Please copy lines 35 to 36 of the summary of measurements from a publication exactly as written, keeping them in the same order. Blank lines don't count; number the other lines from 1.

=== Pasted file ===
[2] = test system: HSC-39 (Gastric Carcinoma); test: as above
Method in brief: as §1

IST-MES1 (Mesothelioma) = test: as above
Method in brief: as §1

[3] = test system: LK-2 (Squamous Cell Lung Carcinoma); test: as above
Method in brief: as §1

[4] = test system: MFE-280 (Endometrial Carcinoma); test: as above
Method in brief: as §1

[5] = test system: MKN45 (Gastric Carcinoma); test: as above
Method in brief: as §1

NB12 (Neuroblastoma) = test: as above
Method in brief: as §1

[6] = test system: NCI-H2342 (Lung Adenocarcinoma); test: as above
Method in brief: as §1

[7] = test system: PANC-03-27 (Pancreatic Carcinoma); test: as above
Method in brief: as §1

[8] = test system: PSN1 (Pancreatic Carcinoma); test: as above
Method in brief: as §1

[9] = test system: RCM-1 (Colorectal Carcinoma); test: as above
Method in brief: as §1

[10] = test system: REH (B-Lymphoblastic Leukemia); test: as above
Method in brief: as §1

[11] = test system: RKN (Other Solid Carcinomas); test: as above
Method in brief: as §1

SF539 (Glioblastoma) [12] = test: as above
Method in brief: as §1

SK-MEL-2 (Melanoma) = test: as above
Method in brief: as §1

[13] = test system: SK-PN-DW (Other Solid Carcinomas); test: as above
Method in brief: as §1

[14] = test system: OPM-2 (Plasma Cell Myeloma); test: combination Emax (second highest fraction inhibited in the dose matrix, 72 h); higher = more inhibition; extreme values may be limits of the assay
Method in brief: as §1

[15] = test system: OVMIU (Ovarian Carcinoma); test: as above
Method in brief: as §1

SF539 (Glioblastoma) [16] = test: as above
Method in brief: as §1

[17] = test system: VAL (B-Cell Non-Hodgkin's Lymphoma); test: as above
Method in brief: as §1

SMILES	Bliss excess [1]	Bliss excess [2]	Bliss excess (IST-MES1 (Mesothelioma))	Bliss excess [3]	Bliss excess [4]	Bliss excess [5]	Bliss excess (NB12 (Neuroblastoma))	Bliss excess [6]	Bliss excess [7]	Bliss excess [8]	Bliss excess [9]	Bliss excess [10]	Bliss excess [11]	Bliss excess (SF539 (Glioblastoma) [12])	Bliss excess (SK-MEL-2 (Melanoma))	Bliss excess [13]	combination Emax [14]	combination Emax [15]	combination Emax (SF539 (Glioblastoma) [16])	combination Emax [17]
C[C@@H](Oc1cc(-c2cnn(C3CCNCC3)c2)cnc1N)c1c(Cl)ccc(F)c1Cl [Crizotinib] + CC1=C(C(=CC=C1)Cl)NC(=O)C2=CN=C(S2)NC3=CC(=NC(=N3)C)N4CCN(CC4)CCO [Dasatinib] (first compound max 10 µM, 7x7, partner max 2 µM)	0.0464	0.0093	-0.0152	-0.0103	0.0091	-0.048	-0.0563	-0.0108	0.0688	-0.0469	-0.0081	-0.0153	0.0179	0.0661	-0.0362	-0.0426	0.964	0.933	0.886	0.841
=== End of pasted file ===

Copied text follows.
SF539 (Glioblastoma) [16] = test: as above
Method in brief: as §1